Jun 18, 2013 0
When applying gaming principles to business operations, companies should seek to advance strategic objectives—not simply promote routine performance goals.
It’s likely that your company will try out gamification techniques throughout the organization during the next few years. In fact, Gartner predicts that by 2015, 40 percent of Global 1000 organizations will use gamification as the primary mechanism to transform business operations.¹ Gamification is about taking the essence of games—fun, play, and passion—and applying it to real-world, non-game situations. In a business setting, that means designing solutions using gaming principles in everything from back-office tasks and training, to sales management and career counseling.
Unfortunately, it’s also likely that your gamification initiatives will fall short of expectations: Gartner predicts that by 2014, 80 percent of current gamified applications will fail to meet business objectives, primarily due to poor design.²
What’s going wrong?
In many cases, organizations aren’t thinking boldly enough about their objectives for applying gamification. In seeking to motivate employees by using gaming principles, many organizations focus only on awards such as points, or a single routine performance goal. But gamification’s potential is much more strategic: Systematic adoption of gamification throughout the business and tight integration with the core systems that drive front- and back-office functions can be the source of a significant competitive advantage.
A Whole New Game
Gamification isn’t just about scoring points—it allows for new ways of imagining, designing, and implementing solutions. As business becomes increasingly social, more opportunities are arising to augment performance and promote strategic objectives by embedding gaming mechanics into traditional processes.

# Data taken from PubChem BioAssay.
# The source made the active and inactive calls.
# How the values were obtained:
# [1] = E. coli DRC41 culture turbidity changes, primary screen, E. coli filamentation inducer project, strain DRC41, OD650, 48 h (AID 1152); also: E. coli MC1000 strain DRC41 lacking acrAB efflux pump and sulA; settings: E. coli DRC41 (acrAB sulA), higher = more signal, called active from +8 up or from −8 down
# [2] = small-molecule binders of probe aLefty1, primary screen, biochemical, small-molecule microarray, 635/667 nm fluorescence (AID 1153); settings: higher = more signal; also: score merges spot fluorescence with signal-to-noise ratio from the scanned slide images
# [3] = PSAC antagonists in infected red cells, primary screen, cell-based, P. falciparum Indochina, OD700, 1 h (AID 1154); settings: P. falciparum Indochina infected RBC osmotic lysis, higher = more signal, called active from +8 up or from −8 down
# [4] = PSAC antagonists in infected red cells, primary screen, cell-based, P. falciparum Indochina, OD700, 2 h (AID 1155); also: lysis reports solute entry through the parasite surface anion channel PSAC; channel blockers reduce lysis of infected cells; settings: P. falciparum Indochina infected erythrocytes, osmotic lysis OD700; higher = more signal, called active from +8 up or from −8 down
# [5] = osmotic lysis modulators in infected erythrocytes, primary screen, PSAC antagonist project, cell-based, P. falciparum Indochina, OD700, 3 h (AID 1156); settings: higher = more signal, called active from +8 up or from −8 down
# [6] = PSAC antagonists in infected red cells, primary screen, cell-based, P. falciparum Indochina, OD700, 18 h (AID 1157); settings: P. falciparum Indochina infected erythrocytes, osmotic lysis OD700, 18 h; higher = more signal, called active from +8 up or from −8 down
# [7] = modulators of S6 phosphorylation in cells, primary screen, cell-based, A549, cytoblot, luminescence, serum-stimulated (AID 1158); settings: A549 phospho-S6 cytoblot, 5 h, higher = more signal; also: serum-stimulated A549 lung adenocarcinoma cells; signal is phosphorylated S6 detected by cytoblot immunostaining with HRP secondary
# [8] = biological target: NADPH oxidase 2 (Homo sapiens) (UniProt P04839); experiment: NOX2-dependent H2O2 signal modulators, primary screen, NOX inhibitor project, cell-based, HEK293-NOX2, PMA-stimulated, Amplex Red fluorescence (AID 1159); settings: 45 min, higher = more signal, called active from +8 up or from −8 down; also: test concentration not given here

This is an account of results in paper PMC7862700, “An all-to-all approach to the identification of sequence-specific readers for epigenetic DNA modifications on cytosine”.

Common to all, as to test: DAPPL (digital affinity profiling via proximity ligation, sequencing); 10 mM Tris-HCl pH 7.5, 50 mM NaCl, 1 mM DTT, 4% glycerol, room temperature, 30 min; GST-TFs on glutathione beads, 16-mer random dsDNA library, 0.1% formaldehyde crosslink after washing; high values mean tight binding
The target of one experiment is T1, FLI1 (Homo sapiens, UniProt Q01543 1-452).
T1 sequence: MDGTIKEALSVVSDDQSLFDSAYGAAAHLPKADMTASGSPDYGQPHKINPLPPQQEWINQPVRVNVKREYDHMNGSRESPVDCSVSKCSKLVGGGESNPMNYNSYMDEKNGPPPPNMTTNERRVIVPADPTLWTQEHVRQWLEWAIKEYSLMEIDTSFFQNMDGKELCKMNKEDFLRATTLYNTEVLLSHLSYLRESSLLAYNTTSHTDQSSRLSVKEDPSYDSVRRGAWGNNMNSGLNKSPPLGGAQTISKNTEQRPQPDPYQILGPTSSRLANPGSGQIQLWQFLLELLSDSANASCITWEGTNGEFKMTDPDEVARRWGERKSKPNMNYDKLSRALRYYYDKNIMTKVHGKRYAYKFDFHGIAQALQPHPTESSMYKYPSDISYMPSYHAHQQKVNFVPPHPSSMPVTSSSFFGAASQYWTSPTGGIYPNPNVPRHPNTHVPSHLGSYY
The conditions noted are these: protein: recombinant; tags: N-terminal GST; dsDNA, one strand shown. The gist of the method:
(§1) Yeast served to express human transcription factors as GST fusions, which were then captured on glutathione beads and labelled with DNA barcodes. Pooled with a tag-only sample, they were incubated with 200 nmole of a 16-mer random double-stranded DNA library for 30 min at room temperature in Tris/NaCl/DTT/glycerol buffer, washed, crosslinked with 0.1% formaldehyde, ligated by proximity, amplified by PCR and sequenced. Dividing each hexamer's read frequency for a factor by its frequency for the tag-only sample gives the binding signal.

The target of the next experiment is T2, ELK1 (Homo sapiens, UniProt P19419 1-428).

Organizations can harness gaming principles to improve morale, motivate behavior, and get stakeholders passionately engaged in finance, sales, HR, manufacturing, and customer service, among other functions. By aligning game objectives with their desired outcomes, organizations can promote the adoption of leading practices.
Even more powerfully, gaming mechanics can be almost imperceptible to users, who find themselves motivated to find new ways to work, collaborate, share ideas, and drive business outcomes. In this way, gamification will be a critical enabler of organizations’ “social business” objectives.
As an example of the possibilities, consider how Engine Yard, a platform-as-a-service provider, used gaming mechanics to build a self-help customer-support community. The company had been responding to customer issues through support tickets—a slow process that also didn’t promote the company’s strategic goal of getting customers engaged in its knowledge base and forums. The company moved the forums and related documentation to a customer-support portal, and then deployed gaming techniques to reward customers who use the portal. Customers can earn “achievements” for specific behaviors, such as searching the knowledge base, reading articles, and creating topics. They can also complete “missions”—where a series of customer-support tasks are grouped together—to win special rewards or badges. As users accumulate achievements or complete missions, they raise their experience status and reputation on the portal to a higher level.